The same dynamic can be seen in common reactions to the charge that one’s ideas are racist, or sexist, or homophobic, or transphobic, and so on. The term “racist,” for example, tends to conjure up the image of the Ku Klux Klan or something of that sort. Thus if people know they don’t share the ideas and attitudes of the Klan, they presume that they must not harbor any ideas or attitudes legitimately describable as racist.
As I’ve written previously:
There is a tendency … to treat racism and sexism as equivalent to hostility toward persons of a different race or gender. Thus where such hostility is absent, racism and sexism are presumed to be absent also …. For example, Walter Block argues that because heterosexual male employers are attracted to women, they are more likely to be prejudiced in their favour rather than against them.
But racism and sexism are found in more forms than simply that of hostility (not that there isn’t plenty of that form around too ….). A white male employer who feels no hostility toward women or minorities may still be inclined to pay them less or deny them positions of authority if he holds, say, prejudicial expectations about their likely capacities.
But what if these expectations are rationally justified? The problem is that they generally aren’t. And the arguments on behalf of such expectations are so shockingly sloppy (as,e.g., Anne Fausto-Sterling shows [and today I would add Cordelia Fine]), and the historical track record of such arguments is so wretched, that an employer’s indulgence in such expectations is overwhelmingly likely to be the result of an irrational bias, most often one unconsciously absorbed from the culture. In such cases we will say that the employer’s decision is shaped by racism or sexism – but in saying that, we are not(necessarily) saying that the employer is an evil, hate-filled person. After all, by analogy: most people are statists, but that doesn’t mean that most people are filled with hatred for individual liberty.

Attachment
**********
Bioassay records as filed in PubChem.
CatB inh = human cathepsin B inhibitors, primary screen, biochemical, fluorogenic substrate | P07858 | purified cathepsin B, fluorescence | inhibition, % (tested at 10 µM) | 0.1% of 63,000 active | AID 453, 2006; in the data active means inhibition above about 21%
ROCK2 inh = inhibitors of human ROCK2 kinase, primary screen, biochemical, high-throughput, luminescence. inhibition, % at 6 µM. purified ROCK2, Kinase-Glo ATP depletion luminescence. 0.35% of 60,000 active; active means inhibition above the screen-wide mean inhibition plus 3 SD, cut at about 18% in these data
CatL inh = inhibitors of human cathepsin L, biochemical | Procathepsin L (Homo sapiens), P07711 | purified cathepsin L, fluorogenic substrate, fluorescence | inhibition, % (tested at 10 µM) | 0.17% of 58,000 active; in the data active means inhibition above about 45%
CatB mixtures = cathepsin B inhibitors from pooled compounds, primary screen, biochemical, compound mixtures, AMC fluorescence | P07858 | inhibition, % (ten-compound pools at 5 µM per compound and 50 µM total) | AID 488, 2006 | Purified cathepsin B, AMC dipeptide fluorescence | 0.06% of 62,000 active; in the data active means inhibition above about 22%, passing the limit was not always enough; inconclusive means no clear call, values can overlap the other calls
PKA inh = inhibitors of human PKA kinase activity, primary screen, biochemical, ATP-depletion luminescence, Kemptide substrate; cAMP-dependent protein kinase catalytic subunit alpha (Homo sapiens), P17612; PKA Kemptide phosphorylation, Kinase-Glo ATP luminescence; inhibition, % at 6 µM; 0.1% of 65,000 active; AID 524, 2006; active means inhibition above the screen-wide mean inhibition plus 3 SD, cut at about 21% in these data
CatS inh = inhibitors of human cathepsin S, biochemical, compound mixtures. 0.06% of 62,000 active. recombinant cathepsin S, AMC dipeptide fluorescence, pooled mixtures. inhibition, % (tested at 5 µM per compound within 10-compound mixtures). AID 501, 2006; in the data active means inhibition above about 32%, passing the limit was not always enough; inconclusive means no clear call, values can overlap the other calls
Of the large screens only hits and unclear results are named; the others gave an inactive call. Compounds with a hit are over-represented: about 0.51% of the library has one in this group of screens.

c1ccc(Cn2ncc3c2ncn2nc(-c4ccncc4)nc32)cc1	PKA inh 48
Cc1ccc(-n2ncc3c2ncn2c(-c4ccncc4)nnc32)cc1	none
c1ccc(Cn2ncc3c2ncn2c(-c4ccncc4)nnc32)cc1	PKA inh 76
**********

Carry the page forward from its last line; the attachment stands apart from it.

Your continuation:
And indeed racism, sexism, etc. are quite a bit like statism in being typically acquired by “semi-conscious osmosis” rather than “forthright embrace.”
Someone may hold the view that blacks are genetically predisposed to be less intelligent or less provident than whites – or that women are genetically predisposed to be more risk-averse and less scientifically talented than men – and quite sincerely disavow any racism or sexism because their views are not motivated by hostility to women or blacks. But terms like “racism” and “sexism” are not words for emotions. They denote interlocking networks of beliefs, practices, assumptions, and institutions. The view that women or blacks tend to be innately inferior to men or whites is, straightforwardly, racist and sexist in the descriptive sense; it is so in virtue of its content, not in virtue of its motivations. And the additional pejorative sense is warranted because the case for such views is generally so bad that only some distorting factor can explain their adoption. But the distorting factor needn’t be hostile feelings. It can just as easily be a set of assumptions so ingrained that they have retreated into the background of the mind so as to become invisible – as happens with statism too.
People tend to hear the accusation “your ideas are racist [or sexist, or etc.]” as equivalent to “you are a racist – and therefore a bad person.” The accusation can also sound as though it is being delivered from some height of purity, by those who could never be guilty of such evils themselves.
Of course the accusation is often delivered in such a way as to reinforce both impressions. But such impressions, whatever their cause, serve to mask the nature of racism (or sexism etc.) and so help to perpetuate it. Racism, sexism, homophobia, transphobia, and other such malign patterns of thought and action – including statism, I would add – are so pervasive in our culture that it is very dangerous for those who charge others with committing them to assume themselves free of such contamination. But that is not a reason to refrain from criticising racism, sexism, etc. where we find them, any more than the fact that we ourselves may stray from a trail is a reason to refrain from pointing out when others are straying from the trail. As Ayn Rand writes, the right rule in such matters is not “Judge not, that ye be not judged,” but rather “Judge, and be prepared to be judged.”